chapter
27 Pages

Introduction

Part I dealt with the elements of reality from the perspective of science and philosophy, whose language is unspoken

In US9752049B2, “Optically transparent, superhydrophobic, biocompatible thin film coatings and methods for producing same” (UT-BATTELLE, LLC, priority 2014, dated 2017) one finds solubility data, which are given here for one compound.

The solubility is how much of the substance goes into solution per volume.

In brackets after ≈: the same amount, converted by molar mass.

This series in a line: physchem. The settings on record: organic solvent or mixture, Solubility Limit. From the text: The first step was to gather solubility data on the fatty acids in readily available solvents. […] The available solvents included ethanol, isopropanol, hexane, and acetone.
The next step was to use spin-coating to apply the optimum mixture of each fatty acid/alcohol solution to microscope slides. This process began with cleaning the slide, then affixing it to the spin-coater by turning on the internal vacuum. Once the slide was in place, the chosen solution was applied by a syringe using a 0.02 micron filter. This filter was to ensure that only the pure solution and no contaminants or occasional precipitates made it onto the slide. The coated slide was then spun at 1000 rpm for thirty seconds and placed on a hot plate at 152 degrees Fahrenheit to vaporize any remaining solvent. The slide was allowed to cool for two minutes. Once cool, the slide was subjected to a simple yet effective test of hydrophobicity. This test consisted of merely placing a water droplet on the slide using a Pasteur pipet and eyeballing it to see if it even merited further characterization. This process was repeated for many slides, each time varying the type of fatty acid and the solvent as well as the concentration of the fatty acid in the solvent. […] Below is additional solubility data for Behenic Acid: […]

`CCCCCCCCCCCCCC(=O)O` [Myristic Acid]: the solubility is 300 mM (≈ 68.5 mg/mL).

narrative, always situated in the past. Part II dealt with the courses or processes of reality from the perspective of literature and theology, whose language is a spoken dialogue, always situated in the present. Part III will deal with the unity of the courses of reality from the perspective of an anthropology (which Rosenzweig calls 'sociology') of communal ritual or liturgy, always pointing to the future. The philosophical-religious doctrine that marked the transition from the elements to the courses was what Rosenzweig called the miracle of creation; the theological-eschatological doctrine that marks the transition from the courses to their unity is the temptation of God.